Effects of arsenic and cadmium on bioaccessibility of lead in spiked soils assessed by Unified BARGE Method

Xia, Qing, Peng, Cheng, Lamb, Dane, Kader, Mohammed, Mallavarapu, Megharaj, Naidu, Ravi and Ng, Jack C. (2016) Effects of arsenic and cadmium on bioaccessibility of lead in spiked soils assessed by Unified BARGE Method. Chemosphere, 154 343-349. doi:10.1016/j.chemosphere.2016.03.133


Author Xia, Qing
Peng, Cheng
Lamb, Dane
Kader, Mohammed
Mallavarapu, Megharaj
Naidu, Ravi
Ng, Jack C.
Title Effects of arsenic and cadmium on bioaccessibility of lead in spiked soils assessed by Unified BARGE Method
Journal name Chemosphere   Check publisher's open access policy
ISSN 0045-6535
1879-1298
Publication date 2016-07
Year available 2016
Sub-type Article (original research)
DOI 10.1016/j.chemosphere.2016.03.133
Open Access Status Not Open Access
Volume 154
Start page 343
End page 349
Total pages 7
Place of publication Kidlington, Oxford United Kingdom
Publisher Pergamon Press
Collection year 2017
Language eng
Abstract The bioaccessibility of lead (Pb) in contaminated soils has been extensively studied, including the influence of soil properties on Pb bioaccessibility. However, little is known about the effects of other metals/metalloid, such as arsenic (As), cadmium (Cd) on the bioaccessibility of Pb, i.e. whether As or Cd could increase or decrease the solubility of Pb in human gastrointestinal tract when Pb-contaminated soil and As-contaminated (or Cd-contaminated) soil are ingested simultaneously. Furthermore, it is far from clear that if soil property could make a difference to these effects. In this study, seven types of soils were collected in Australia and spiked with As, Cd or Pb. Gastric bioaccessibility of Pb ranged from 44 ± 0.9% to 100 ± 6.7% whilst intestinal bioaccessibility dropped to 1 ± 0.2% to 36 ± 1.7%. Statistical analysis shows total Pb in soil was the most significant controller for bioaccessible Pb. Effects of As and Cd on the bioaccessibility of Pb in simulated human digestive system were studied by mixing As-spiked soil (or Cd-spiked soil) with Pb-spiked soil of the same type during bioaccessibility test. Results reveal that neither As nor Cd had impact on Pb bioaccessibility, which indicates when As, Cd and Pb aged in soils separately, they may behave independently in the bioaccessibility measuring system. This finding can be part of evidence to assume additive effect when it comes to estimate the bioaccessibility of mixtures of independently-aged As and Pb (or Cd and Pb) in soils.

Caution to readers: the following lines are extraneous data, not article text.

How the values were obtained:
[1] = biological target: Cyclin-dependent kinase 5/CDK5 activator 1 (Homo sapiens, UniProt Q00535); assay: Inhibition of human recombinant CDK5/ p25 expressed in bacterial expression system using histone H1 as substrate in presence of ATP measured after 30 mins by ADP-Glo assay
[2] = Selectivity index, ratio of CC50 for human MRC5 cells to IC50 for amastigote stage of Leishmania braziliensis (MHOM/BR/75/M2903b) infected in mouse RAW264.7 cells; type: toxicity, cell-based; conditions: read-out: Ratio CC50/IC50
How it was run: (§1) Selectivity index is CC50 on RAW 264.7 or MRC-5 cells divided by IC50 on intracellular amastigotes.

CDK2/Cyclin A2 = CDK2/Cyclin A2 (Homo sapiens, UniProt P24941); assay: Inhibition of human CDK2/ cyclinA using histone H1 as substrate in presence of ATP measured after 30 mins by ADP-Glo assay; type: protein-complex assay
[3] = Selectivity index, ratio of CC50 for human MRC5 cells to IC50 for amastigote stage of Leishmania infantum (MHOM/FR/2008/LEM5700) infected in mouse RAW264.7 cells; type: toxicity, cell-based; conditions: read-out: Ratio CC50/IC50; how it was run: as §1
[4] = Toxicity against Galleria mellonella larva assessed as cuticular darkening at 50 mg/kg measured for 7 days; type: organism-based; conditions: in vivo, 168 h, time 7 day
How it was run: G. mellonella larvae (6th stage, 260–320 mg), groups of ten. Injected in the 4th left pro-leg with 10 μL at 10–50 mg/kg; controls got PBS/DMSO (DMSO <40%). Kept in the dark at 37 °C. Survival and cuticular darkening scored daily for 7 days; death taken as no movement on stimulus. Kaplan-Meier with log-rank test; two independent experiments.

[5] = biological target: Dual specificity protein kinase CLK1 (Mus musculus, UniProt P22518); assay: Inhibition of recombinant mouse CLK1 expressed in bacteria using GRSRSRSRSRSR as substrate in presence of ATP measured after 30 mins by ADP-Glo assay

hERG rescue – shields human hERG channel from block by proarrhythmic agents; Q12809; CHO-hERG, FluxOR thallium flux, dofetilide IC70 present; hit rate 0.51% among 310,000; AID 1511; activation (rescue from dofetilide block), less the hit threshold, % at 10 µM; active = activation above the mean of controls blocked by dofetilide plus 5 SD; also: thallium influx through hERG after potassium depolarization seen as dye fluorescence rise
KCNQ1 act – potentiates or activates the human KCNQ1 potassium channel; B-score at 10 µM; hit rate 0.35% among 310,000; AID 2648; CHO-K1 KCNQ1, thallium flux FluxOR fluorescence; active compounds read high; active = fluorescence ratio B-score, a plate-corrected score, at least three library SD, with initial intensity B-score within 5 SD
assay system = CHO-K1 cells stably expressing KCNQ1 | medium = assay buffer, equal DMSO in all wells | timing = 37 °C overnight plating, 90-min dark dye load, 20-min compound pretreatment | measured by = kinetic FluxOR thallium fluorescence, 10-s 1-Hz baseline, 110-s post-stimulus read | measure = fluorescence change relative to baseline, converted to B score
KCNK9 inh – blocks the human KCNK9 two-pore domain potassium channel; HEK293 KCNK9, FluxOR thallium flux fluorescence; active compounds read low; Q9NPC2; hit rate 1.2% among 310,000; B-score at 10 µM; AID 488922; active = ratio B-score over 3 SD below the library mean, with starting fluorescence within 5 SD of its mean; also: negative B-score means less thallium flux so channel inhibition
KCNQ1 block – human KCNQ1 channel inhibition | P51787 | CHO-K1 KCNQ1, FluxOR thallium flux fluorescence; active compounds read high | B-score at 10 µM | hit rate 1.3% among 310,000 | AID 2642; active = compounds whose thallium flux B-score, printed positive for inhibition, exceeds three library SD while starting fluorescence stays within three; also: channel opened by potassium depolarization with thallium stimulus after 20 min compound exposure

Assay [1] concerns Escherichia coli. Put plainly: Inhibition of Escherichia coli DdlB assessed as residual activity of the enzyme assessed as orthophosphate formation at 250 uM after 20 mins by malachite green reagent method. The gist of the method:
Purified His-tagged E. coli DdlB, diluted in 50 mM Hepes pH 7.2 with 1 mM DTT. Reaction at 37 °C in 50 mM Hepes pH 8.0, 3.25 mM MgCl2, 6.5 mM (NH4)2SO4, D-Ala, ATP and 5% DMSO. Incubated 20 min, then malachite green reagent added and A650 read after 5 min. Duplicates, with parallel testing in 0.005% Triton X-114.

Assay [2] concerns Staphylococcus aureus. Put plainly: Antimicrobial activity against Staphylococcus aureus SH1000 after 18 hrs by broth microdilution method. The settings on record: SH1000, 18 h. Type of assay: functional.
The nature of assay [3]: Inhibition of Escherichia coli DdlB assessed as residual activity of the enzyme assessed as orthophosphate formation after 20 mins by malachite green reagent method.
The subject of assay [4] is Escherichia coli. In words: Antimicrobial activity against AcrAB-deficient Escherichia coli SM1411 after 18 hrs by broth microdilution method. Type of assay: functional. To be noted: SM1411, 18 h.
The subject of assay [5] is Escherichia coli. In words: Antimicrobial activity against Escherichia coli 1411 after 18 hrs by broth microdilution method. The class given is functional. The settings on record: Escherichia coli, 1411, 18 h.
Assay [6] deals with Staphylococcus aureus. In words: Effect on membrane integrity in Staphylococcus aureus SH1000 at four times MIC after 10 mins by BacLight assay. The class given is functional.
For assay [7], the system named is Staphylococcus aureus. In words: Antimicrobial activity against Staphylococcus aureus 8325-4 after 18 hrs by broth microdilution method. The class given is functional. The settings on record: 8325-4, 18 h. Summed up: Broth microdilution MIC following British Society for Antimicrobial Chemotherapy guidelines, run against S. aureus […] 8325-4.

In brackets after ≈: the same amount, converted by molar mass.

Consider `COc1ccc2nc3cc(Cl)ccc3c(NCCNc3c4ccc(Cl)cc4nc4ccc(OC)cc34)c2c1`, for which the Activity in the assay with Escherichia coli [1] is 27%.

Keyword Soil contamination
Metal/metalloid mixture
Bioavailability
In vitro assessment
Soil properties
Risk assessment
Q-Index Code C1
Q-Index Status Provisional Code
Institutional Status UQ

Document type: Journal Article
Sub-type: Article (original research)
Collections: HERDC Pre-Audit
National Research Centre for Environmental Toxicology Publications
 
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Created: Mon, 25 Apr 2016, 11:16:54 EST by Dr Cheng Peng on behalf of National Res Centre For Environmental Toxicology